Both Punjab and Haryana are yet to notify the rules for the implementation of the Right to Education Act . The Act was adopted by the two states last year on April 1 but even after one year the two states are yet to finalise the rules that will guide the implementation of the Act.
In Punjab,the draft rules have been prepared and are awaiting a go-ahead from the legal department before these can be sent to the Cabinet of ministers for final approval.
The draft rules were sent to the department of finance for approval. The department while giving its sanction to the rules asked that the rules be sent to the personnel and the legal departments also for clearance. We are in the process of getting those clearances, said Punjabs principal secretary education,C Roul.
Once the clearances are done,these rules would be sent to the Cabinet for final approval and these would be ready for implementation. We are expecting that the whole process would be completed by the end of this month, he added.
In Haryana too the draft rules were prepared and posted on the official website of the education department for discussion and comments. We had invited objections and ideas from the general public as also the stakeholders. Now we will be giving a final shape to the draft rules and send these for approvals. We only need an approval from the finance department following which the rules would be sent to the Cabinet, said Haryana principal secretary education,Surina Rajan. She added that the whole process is likely to take about a month.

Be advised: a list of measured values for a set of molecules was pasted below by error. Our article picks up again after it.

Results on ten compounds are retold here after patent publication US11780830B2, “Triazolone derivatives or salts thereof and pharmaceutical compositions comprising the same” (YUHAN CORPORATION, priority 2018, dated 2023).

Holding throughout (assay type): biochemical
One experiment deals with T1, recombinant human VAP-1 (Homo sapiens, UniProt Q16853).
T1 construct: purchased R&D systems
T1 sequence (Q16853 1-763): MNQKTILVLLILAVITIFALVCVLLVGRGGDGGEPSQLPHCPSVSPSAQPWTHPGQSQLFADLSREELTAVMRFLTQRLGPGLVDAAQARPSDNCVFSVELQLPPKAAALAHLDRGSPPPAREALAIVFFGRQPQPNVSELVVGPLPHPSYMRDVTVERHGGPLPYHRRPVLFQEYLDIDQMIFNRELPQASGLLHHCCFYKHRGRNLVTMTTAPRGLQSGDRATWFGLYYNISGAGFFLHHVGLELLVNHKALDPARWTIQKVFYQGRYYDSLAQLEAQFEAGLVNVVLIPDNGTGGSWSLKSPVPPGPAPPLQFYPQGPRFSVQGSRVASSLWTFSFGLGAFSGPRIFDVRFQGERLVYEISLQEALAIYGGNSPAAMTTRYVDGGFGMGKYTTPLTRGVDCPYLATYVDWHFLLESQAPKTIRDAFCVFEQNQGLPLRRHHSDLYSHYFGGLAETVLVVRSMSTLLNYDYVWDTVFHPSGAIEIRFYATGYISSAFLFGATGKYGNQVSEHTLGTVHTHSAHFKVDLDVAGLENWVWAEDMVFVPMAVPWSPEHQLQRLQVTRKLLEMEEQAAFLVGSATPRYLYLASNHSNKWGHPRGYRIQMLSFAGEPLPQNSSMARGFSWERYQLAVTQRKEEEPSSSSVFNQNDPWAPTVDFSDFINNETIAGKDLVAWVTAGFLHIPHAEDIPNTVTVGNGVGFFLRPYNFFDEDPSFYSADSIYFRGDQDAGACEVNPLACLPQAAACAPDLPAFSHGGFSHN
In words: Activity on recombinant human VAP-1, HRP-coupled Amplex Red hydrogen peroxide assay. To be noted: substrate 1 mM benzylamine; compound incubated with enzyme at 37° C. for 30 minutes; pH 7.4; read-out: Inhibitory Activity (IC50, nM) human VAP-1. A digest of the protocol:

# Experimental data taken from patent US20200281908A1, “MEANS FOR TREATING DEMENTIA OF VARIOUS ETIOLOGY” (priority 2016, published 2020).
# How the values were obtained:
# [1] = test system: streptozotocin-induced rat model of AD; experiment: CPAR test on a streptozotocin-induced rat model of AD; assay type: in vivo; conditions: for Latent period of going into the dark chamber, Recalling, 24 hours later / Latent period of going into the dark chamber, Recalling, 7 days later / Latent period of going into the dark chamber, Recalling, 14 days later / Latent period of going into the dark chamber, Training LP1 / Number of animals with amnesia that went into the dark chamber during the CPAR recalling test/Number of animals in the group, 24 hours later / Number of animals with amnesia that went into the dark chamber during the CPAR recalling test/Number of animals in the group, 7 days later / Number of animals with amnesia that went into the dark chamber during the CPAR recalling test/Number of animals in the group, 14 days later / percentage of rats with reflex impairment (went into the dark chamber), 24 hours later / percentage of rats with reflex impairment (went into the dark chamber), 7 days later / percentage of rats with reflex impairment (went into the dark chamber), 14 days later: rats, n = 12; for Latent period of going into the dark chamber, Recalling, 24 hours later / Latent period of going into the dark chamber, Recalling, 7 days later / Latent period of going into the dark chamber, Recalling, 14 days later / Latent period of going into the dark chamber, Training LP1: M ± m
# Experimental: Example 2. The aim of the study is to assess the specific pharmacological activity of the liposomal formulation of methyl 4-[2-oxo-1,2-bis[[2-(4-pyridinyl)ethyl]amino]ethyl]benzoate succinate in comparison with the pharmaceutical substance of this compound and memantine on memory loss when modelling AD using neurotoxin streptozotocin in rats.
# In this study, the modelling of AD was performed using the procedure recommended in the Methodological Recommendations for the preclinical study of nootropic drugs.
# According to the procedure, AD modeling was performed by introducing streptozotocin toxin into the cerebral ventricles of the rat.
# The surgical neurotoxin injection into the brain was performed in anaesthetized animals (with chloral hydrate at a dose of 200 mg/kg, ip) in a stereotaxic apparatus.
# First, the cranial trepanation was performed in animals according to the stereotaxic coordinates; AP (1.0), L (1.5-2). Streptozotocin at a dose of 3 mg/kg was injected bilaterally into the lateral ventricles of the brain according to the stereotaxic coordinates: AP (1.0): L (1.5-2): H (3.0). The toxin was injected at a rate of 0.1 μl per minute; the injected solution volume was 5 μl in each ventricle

The RTE rules drafted by both the states more or less follow the provisions suggested by the Centre. These rules provide for the recognition of all unrecognised schools in the state as also provision of minimum standard facilities and equipment that the school would have to maintain in order to be recognized.
While new schools would have to follow the norms laid down in the rules with immediate effect,private schools already running in the states have been given three years to comply with the norms laid down to be recognized. The three-year period begins from April 1,2010 when the Act came into being and not the date of notification of the rules, said Surina Rajan.
Under the RTE Act,every school is expected to admit 25 per cent of its total student strength from among the economically weaker families. In Punjab,while 75 per cent of the rest of the students can be admitted from anywhere through a lottery system the students from the weaker sections would be admitted only from the area defined as neighbourhood.
The rules also lay down that governments would ensure that a child belonging to a weaker section and a child belonging to disadvantaged group is not segregated or discriminated against.